Professor Layton and the Unwound Future Review

When sequels are born, those who await them hope that not only will the game retain its gameplay or characters, but that they will also build on those aspects, creating a more intuitive playing experience or deeper, more involved character development. Games like Super Mario Galaxy 2 are prime examples of better gameplay, while Metal Gear Solid 2-4 are better examples of excellent character development. Rare is the game that does both, but would you believe that the most recent example comes from a man in a top hat who solves puzzles?

Professor Layton and the Unwound Future is easily the best game in the series, both in gameplay and in storyline. The puzzles are what you’d expect: brain teasers and math problems that will make you scratch your head. Hint coins are still abundant in the world, though I will say I used more in this game than in either of the other two. New to this game is the inclusion of "puzzle battles," a series of quick puzzles during crucial moments of the story that aren’t included in the main puzzle count. These are a nice break from the normal puzzles, both in format and in the "lose and start over" ultimatum.

Professor Layton and Luke

Aesthetically, the game is just as pleasing to the eye and ear as the previous games. The scenes are vibrant with color (even the dingy areas), the music is upbeat (except for the end, when the music turns as serious as the scene itself), and each character has a distinct personality, whether it’s Hazel, the guy who’s always scared of you, or Belle, the girl who falls in love with Luke without even learning his real name (she calls him "Fluke"). Fans of the series will feel right at home traveling around the world of the Unwound Future.

The best part of this game, however, lies in the narrative. This is without a doubt the best story in the entire series, and possibly one of the best on the DS. Now, the reason for this praise is not for the adventure itself (solve puzzles, save London), but rather for what it does to the characters themselves. Before this game, Professor Layton was just a man who had a knack for solving puzzles with his apprentice Luke. This game fills in a lot of the back story of our dear friend, including the origin of his trademark hat and the reason why being a gentleman is so important to him. Even Luke is given another layer of complexity when he reveals a certain fact in the middle of the game. This character-building is enhanced even more by some of the best voice acting I’ve ever heard. Layton would not have been enhanced as a character nearly as much as he was without the voice talents of Christopher Miller portraying him. One scene later in the game is particularly powerful, as it shows an emotion from Layton I thought I’d never see: grief. I can’t emphasize enough what this game does to the most important characters in the series; you will see them in a whole new light after playing this.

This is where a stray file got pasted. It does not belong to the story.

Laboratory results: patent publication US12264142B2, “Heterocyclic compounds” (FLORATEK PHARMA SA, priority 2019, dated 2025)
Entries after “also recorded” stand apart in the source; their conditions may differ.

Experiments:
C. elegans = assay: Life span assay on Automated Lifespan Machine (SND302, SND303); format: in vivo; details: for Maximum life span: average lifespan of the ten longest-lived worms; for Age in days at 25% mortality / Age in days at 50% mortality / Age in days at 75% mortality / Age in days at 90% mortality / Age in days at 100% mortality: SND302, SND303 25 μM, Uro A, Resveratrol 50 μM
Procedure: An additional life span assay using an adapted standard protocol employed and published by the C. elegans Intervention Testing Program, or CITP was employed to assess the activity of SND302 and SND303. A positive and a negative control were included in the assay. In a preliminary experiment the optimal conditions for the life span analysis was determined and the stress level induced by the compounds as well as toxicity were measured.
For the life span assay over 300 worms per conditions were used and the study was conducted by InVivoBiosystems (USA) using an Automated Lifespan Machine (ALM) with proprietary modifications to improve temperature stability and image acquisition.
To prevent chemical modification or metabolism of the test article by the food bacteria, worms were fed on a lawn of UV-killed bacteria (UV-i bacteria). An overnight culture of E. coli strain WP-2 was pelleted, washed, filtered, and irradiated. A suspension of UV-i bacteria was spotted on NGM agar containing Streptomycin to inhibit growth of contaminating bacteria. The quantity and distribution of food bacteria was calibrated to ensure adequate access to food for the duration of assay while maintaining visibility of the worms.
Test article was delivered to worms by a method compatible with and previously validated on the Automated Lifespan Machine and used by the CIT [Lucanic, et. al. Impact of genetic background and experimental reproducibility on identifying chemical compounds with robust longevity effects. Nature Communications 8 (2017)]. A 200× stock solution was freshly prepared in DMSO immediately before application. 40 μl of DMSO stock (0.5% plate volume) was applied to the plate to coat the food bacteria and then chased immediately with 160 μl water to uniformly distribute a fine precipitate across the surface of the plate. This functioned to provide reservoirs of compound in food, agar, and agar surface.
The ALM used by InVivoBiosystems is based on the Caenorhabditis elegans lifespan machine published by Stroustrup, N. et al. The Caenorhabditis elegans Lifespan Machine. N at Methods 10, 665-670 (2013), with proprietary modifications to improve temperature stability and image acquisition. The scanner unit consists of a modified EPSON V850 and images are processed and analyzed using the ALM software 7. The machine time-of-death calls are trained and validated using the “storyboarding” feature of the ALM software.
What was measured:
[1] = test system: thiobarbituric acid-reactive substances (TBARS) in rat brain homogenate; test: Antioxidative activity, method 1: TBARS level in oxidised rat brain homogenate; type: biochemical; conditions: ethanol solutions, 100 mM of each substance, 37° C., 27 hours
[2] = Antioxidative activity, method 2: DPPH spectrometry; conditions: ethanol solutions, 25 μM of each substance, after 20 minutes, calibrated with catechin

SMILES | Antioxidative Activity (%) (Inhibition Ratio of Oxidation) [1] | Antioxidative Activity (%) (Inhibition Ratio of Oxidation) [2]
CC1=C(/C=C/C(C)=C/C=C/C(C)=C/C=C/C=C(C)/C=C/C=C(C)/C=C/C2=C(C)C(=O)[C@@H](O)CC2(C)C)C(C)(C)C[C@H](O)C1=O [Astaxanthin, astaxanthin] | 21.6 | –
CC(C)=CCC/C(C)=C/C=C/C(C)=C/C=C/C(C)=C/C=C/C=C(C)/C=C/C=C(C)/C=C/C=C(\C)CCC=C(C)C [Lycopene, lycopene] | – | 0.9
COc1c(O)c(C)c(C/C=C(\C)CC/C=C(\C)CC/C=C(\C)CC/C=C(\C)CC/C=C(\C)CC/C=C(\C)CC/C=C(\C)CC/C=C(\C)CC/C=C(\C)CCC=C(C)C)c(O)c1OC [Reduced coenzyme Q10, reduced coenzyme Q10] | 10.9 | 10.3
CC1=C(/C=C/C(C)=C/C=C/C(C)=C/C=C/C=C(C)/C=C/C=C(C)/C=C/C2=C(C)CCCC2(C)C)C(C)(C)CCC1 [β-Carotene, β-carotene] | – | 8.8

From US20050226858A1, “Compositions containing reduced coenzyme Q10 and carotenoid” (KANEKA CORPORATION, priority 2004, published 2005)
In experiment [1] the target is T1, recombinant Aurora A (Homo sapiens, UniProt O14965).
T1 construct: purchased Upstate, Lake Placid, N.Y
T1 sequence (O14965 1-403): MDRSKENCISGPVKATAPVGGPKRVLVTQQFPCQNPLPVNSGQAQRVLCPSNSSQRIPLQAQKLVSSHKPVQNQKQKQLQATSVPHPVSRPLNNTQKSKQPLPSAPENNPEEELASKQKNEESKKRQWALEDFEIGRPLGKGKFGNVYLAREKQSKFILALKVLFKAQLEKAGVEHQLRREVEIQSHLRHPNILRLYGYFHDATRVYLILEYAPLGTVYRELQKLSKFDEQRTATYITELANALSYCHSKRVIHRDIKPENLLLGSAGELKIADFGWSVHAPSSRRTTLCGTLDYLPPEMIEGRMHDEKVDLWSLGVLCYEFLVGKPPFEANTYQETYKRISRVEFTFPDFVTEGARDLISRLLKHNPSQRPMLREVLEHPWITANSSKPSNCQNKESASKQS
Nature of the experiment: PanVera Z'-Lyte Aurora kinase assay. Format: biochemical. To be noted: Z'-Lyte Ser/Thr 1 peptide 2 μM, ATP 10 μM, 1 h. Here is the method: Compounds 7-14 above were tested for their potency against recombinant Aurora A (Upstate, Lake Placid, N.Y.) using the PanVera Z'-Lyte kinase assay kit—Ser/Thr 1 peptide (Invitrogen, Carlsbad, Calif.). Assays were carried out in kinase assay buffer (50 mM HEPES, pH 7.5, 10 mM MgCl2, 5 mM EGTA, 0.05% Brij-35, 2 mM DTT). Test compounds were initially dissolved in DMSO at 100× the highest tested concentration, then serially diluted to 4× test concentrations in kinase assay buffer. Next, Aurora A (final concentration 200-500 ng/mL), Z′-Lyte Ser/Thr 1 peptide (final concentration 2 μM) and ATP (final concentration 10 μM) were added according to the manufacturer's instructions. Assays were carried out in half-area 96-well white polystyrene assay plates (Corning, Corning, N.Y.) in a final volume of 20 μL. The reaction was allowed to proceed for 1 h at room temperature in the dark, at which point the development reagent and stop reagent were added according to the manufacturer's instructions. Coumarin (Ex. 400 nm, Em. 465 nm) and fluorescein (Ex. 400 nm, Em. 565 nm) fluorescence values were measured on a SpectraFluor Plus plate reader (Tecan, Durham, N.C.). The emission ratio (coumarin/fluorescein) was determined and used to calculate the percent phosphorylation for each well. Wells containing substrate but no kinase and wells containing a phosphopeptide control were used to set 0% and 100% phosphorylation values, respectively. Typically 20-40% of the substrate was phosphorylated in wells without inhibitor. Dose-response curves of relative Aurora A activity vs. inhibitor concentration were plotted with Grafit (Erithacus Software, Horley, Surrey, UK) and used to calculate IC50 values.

If you are a fan of the previous Professor Layton games, there’s no reason at all to not play and enjoy The Unwound Future. If you’re not a fan of puzzle games, then the game isn’t for you, but if your main gaming focus is narrative, then you might want to get over your aversion for puzzles. The Professor is back, and luckily for all of us, he’s better than ever.

5 out of 5


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Author: Jason Fanelli View all posts by
Jason lives and breathes gaming. Legend tells that he taught himself to read using Wheel of Fortune Family Edition on the NES. He's been covering this industry for three years, all with the Node, and you can see his ugly mug once a week on Hot Off The Grill.

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